Deputies play St. Nick

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By Jamie Baker-Nantz

Tim Slone was tired on Saturday, Dec. 3, but he didn’t let a little lost snoozing keep him away from the annual Grant County Shop With A Cop trip.


“I love to see the kids eyeing the toys,” Slone, a deputy with the Grant County Sheriff’s Office, said. “I think this event is good for the community and it gives these kids a chance to get things they might not have gotten.”

Sixteen children were selected for the 2011 Shop With A Cop program. Money for the annual event comes from a golf scramble and donations. A few businesses, like Allen’s Country Store in Corinth, raise money to help pay for a child to participate.

“This was awesome and I want to do it again,” said Anthony, an 11 year old.

Anthony was quick to choose not only presents for himself but also for his mother and sister.

“I wanted to make sure they would have something to open on Christmas,” he said. “It’s not fair that I got to go and they didn’t. I’m not selfish.”

Anthony’s prize possession was a black hat.

“I like that hat,” Slone told Anthony.

“He so gets me,” Anthony said.

Sgt. Terry Osborne helped Ronnie choose gifts, but Ronnie knew what he wanted long before he made it to the toy aisle.

Ronnie spied a shiny red fire truck almost as big as he was when he walked into the door at Dry Ridge Wal-Mart.

“I want this one,” he said, waiting for Osborne to get a cart.

For Deputy Brian Maines, this was the seventh year, he’s volunteered to help with Shop With A Cop.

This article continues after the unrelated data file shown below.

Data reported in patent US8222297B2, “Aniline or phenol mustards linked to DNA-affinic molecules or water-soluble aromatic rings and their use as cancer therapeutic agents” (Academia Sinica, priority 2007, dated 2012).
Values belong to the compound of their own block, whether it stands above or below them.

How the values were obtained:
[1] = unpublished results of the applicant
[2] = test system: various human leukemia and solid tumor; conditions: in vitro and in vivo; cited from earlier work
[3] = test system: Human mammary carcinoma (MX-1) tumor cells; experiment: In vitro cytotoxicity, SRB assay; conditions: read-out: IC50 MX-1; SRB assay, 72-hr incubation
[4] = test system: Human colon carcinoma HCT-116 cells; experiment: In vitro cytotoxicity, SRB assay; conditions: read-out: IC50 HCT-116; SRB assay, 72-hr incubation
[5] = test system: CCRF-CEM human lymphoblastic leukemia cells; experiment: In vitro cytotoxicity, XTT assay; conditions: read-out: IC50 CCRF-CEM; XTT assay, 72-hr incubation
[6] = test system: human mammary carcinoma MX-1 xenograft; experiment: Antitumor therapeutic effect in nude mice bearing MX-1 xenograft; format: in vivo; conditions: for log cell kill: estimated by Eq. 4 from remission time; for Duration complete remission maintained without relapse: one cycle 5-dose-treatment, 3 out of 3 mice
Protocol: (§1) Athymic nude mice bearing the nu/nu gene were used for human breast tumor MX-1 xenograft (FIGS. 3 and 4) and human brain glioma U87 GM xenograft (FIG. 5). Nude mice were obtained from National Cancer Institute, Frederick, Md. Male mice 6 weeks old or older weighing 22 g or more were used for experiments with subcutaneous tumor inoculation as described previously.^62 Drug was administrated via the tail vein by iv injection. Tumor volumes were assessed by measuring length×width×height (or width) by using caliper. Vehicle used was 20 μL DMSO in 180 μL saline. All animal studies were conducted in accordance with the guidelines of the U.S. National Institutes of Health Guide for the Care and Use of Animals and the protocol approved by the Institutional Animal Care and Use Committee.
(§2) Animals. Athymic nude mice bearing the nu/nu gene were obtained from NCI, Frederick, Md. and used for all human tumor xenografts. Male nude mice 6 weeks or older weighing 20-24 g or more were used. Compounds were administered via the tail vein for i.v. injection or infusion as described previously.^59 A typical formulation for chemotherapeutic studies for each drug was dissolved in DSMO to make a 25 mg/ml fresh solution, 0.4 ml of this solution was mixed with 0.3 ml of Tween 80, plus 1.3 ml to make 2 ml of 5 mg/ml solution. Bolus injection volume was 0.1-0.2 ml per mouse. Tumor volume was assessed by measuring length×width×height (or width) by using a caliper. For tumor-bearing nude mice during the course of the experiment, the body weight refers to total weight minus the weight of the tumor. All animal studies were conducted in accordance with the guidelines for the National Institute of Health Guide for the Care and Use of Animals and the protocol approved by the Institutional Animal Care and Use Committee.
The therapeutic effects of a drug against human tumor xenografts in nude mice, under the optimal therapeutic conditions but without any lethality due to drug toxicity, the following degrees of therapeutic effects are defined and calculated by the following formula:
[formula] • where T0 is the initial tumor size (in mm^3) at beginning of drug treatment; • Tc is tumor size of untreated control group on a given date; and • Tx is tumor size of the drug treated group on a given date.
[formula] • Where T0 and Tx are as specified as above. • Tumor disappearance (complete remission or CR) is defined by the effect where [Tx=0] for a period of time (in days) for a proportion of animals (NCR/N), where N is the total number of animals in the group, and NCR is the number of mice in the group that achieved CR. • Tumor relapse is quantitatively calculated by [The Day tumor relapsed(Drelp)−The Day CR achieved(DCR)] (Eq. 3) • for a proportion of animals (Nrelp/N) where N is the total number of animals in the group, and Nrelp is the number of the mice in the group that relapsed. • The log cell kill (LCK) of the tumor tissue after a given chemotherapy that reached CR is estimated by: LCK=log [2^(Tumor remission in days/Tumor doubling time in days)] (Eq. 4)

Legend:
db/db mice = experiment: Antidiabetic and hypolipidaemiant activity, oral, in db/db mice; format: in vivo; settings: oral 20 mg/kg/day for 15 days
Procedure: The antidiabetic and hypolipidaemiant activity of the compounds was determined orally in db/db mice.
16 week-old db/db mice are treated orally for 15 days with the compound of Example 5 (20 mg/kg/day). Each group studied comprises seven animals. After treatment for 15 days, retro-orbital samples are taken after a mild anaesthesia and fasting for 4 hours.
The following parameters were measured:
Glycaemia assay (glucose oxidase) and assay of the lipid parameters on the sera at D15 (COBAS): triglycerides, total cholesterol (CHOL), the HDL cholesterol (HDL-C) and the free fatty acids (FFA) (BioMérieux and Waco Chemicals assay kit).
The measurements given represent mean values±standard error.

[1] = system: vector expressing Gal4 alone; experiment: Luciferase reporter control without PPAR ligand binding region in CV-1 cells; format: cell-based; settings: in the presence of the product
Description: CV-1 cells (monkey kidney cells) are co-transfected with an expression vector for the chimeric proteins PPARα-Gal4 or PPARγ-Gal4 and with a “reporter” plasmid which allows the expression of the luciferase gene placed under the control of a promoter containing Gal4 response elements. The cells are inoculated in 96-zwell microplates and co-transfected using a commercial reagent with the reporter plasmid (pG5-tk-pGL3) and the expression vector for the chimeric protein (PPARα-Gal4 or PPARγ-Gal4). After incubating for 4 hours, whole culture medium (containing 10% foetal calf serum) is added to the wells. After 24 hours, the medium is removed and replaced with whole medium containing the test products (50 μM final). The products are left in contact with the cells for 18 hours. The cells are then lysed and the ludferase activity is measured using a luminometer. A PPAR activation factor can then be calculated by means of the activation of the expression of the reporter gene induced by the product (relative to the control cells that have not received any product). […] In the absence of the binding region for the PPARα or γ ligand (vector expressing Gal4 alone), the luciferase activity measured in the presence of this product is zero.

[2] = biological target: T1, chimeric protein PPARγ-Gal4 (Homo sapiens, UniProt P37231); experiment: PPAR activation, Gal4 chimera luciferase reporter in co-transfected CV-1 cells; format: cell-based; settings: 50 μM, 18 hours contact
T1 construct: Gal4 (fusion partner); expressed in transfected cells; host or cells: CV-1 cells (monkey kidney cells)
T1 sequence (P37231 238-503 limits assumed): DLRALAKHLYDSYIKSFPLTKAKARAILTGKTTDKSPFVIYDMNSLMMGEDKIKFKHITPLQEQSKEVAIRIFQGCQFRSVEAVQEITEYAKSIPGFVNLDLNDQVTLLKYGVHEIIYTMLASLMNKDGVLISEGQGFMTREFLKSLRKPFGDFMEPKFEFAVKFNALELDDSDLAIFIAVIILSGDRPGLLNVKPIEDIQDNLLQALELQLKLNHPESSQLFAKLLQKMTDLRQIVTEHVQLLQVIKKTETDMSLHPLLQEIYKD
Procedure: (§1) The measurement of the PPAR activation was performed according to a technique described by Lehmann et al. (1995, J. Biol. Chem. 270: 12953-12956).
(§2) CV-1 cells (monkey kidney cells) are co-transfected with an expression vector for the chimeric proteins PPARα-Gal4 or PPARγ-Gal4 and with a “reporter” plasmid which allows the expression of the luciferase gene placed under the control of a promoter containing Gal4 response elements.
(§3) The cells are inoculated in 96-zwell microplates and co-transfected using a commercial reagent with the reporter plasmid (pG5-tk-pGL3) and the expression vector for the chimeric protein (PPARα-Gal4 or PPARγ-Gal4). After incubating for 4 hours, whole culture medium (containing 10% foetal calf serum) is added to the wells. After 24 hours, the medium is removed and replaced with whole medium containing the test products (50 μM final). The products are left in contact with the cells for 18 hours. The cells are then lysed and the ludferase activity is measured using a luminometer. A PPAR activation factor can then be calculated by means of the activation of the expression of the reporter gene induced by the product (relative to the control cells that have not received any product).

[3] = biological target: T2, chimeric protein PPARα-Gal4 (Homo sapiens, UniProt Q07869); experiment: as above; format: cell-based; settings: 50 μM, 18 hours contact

“I enjoy watching the kids and seeing their expressions,” Maines said. “Them picking out what they want and going home so happy that’s the best part.”

Will, age 9, shopped with Maines. He was so proud of his Skyrim Xbox game.

“I really wanted this for Christmas,” he said.

For Adam Walters, a deputy at the Grant County Detention Center, the shopping experience was a first, but one he said he would do again.

“It’s been very uplifting,” Walters said. “It gives you satisfaction of knowing that I could help someone else around the holidays.”

Malachi, 7, didn’t know what he wanted when he got to Wal-Mart, but by the time he left, he had a whole cart of Pokemon cards and four new shirts.

“This was fun,” he said.

Grant County Sheriff Chuck Dills said between $250 and $300 was spent on each child.

Wal-Mart gives a discount and makes a donation to the program and Edwardo's Pizza provides a free lunch.

Half the money is usually spent on clothes, with the remainder being spent on games and toys.

School personnel choose which children will participate. Police officers are given the name of the child they will be partnered with. The officers pick up the child in their cruisers and take them out for a morning of shopping.

"We couldn't do this without the support of the community,î Dills said. "People and businesses are what make this happen year after year."